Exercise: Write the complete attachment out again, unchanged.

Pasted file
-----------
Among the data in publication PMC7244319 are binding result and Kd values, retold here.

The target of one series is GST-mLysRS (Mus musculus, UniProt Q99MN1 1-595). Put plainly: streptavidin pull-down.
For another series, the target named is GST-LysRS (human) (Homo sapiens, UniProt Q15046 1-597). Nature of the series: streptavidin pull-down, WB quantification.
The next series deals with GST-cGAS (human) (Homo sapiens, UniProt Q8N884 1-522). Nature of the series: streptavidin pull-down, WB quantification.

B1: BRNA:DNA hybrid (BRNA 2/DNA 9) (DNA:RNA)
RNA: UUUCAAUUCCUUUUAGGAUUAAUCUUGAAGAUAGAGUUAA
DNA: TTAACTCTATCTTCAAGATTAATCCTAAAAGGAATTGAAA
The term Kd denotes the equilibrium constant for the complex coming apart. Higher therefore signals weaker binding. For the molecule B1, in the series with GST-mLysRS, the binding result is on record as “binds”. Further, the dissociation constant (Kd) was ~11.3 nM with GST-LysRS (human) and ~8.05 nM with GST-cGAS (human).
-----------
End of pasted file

Among the data in publication PMC7244319 are binding result and Kd values, retold here.

The target of one series is GST-mLysRS (Mus musculus, UniProt Q99MN1 1-595). Put plainly: streptavidin pull-down.
For another series, the target named is GST-LysRS (human) (Homo sapiens, UniProt Q15046 1-597). Nature of the series: streptavidin pull-down, WB quantification.
The next series deals with GST-cGAS (human) (Homo sapiens, UniProt Q8N884 1-522). Nature of the series: streptavidin pull-down, WB quantification.

B1: BRNA:DNA hybrid (BRNA 2/DNA 9) (DNA:RNA)
RNA: UUUCAAUUCCUUUUAGGAUUAAUCUUGAAGAUAGAGUUAA
DNA: TTAACTCTATCTTCAAGATTAATCCTAAAAGGAATTGAAA
The term Kd denotes the equilibrium constant for the complex coming apart. Higher therefore signals weaker binding. For the molecule B1, in the series with GST-mLysRS, the binding result is on record as “binds”. Further, the dissociation constant (Kd) was ~11.3 nM with GST-LysRS (human) and ~8.05 nM with GST-cGAS (human).